By John D. Caputo

On the middle of the present surge of curiosity in faith between modern Continental philosophers stands Augustine's Confessions. With Derrida's Circumfession consistently within the history, this quantity takes up the provocative readings of Augustine by means of Heidegger, Lyotard, Arendt, and Ricoeur. Derrida himself presides over and reviews on essays by way of significant Continental philosophers and across the world famous Augustine students. whereas reports on and approximately Augustine as a thinker abound, none technique his paintings from one of these uniquely postmodern perspective, displaying either the continued relevance of Augustine and the spiritual resonances inside postmodernism. Posed on the intersection of philosophy, theology, and non secular stories, this publication might be of curiosity to students and scholars of Augustine in addition to these drawn to the invigorating dialogue among philosophy, faith, and postmodernism.Contributors comprise Geoffrey Bennington, Philippe Capelle, John D. Caputo, Elizabeth A. Clark, Hent de Vries, Jacques Derrida, Jean Bethke Elshtain, Richard Kearney, Catherine Malabou, James O'Donnell, Michael J. Scanlon, and Mark Vessey.Indiana sequence within the Philosophy of faith -- Merold Westphal, basic editor

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Extra info for Augustine And Postmodernism: Confession And Circumfession (Indiana Series in the Philosophy of Religion)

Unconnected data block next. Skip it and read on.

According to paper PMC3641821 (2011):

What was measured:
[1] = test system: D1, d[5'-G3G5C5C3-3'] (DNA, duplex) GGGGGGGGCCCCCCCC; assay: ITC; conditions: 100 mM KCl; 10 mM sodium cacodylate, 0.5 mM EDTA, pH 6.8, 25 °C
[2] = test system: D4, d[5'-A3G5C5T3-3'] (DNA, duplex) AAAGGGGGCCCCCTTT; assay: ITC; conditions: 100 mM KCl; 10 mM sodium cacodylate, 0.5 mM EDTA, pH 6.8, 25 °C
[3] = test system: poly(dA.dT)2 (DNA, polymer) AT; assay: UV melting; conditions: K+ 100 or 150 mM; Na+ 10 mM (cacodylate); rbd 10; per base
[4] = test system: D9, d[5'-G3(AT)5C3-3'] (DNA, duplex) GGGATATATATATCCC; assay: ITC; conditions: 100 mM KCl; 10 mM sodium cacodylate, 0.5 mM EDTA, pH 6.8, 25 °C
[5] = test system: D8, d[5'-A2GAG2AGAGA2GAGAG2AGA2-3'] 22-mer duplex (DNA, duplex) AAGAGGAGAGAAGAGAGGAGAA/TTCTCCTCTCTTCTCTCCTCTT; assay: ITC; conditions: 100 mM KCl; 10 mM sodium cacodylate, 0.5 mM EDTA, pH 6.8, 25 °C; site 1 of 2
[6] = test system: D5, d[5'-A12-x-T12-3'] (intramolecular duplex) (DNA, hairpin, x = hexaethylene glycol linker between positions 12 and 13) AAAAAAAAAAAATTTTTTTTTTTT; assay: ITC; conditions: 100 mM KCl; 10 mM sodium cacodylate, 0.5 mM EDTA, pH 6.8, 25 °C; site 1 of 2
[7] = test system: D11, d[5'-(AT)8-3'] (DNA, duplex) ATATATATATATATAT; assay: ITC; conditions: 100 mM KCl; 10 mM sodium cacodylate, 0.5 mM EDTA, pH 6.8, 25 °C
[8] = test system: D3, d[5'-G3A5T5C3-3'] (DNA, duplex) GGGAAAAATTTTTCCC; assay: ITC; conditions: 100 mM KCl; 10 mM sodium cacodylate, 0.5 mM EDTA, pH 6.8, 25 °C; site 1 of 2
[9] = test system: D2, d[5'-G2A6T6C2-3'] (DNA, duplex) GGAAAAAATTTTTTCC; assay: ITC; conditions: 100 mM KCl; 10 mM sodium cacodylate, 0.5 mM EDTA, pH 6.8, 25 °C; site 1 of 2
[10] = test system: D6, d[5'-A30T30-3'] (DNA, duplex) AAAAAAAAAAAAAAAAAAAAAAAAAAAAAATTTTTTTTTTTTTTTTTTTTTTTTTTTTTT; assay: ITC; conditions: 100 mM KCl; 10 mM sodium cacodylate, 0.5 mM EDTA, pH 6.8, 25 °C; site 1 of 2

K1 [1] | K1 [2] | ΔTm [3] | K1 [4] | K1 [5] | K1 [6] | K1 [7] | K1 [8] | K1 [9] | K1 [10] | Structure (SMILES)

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I confess something, a crime, and my confessing a crime means that I am not one with my crime, so I exonerate myself from the crime when I confess. I am who I am, so if I’m able to con- Confessions and “Circumfession” 33 fess, that means that first I’m different from—here is the question of memory— the one who committed the crime. So “I” don’t confess. If I am able to confess, I don’t confess. That’s why the question of the “I” is essential. Perhaps there is confession, but if there is confession, no one would be entitled to sign the confession.

This remains for me a wound! It meant something, which counts in my life! The fact is that it did happen, but it looks like an exercise, a quotation in a genealogy of literary genres. That’s why it is at the same time sincere, brutal, and at the same time a literary experiment. My suspicion is that St. Augustine opened the history of this genre, and I was interested in this origin, too. Now, of course, if I try to remember something that I do not remember, the reason why I’ve chosen this text [Augustine’s Confessions] is probably because in this seminar I was referring not only to milk but to tears.

Circonfession,” p. 188; “Circumfession,” pp. 201–202. 3. “Circonfession,” pp. 27–28; “Circumfession,” pp. 245– 46. 4. Jacques Derrida, “Un Ver à soie,” in Hélène Cixous and Jacques Derrida, Voiles (Paris: Galilée, 1998); “A Silkworm of One’s Own,” in Hélène Cixous and Jacques Derrida, Veils, trans. : Stanford University Press, 2001). two Confessions and ‘‘Circumfession’’ A Roundtable Discussion with Jacques Derrida Moderated by Richard Kearney Richard Kearney: You are all very welcome to this final session of this third conference on Religion and Postmodernism.

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